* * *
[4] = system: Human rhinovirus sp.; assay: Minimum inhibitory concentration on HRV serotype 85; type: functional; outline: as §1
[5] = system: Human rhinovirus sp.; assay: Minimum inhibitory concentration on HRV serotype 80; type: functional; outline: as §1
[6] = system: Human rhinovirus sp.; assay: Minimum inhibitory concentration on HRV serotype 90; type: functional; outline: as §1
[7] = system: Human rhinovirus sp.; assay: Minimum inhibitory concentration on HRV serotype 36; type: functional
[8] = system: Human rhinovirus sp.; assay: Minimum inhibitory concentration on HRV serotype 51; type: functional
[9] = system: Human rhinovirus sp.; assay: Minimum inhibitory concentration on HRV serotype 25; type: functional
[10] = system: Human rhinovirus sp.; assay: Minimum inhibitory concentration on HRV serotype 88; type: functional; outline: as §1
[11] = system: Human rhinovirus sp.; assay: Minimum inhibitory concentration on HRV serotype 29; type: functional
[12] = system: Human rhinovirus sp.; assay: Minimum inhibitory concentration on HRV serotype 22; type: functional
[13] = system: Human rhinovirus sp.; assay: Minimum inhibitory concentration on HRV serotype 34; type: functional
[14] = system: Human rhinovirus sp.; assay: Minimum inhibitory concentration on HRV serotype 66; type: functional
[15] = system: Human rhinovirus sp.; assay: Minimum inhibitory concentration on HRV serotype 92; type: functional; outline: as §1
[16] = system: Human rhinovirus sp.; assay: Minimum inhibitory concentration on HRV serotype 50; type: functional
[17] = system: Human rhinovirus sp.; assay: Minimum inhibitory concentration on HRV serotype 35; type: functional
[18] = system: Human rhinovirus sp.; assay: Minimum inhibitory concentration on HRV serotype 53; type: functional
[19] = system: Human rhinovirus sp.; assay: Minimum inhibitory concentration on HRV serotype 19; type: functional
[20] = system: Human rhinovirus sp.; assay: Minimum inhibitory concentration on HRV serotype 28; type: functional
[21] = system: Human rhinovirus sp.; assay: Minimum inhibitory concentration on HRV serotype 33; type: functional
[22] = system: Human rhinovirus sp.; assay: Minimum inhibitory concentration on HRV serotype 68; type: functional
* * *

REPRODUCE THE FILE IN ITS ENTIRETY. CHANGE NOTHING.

[4] = system: Human rhinovirus sp.; assay: Minimum inhibitory concentration on HRV serotype 85; type: functional; outline: as §1
[5] = system: Human rhinovirus sp.; assay: Minimum inhibitory concentration on HRV serotype 80; type: functional; outline: as §1
[6] = system: Human rhinovirus sp.; assay: Minimum inhibitory concentration on HRV serotype 90; type: functional; outline: as §1
[7] = system: Human rhinovirus sp.; assay: Minimum inhibitory concentration on HRV serotype 36; type: functional
[8] = system: Human rhinovirus sp.; assay: Minimum inhibitory concentration on HRV serotype 51; type: functional
[9] = system: Human rhinovirus sp.; assay: Minimum inhibitory concentration on HRV serotype 25; type: functional
[10] = system: Human rhinovirus sp.; assay: Minimum inhibitory concentration on HRV serotype 88; type: functional; outline: as §1
[11] = system: Human rhinovirus sp.; assay: Minimum inhibitory concentration on HRV serotype 29; type: functional
[12] = system: Human rhinovirus sp.; assay: Minimum inhibitory concentration on HRV serotype 22; type: functional
[13] = system: Human rhinovirus sp.; assay: Minimum inhibitory concentration on HRV serotype 34; type: functional
[14] = system: Human rhinovirus sp.; assay: Minimum inhibitory concentration on HRV serotype 66; type: functional
[15] = system: Human rhinovirus sp.; assay: Minimum inhibitory concentration on HRV serotype 92; type: functional; outline: as §1
[16] = system: Human rhinovirus sp.; assay: Minimum inhibitory concentration on HRV serotype 50; type: functional
[17] = system: Human rhinovirus sp.; assay: Minimum inhibitory concentration on HRV serotype 35; type: functional
[18] = system: Human rhinovirus sp.; assay: Minimum inhibitory concentration on HRV serotype 53; type: functional
[19] = system: Human rhinovirus sp.; assay: Minimum inhibitory concentration on HRV serotype 19; type: functional
[20] = system: Human rhinovirus sp.; assay: Minimum inhibitory concentration on HRV serotype 28; type: functional
[21] = system: Human rhinovirus sp.; assay: Minimum inhibitory concentration on HRV serotype 33; type: functional
[22] = system: Human rhinovirus sp.; assay: Minimum inhibitory concentration on HRV serotype 68; type: functional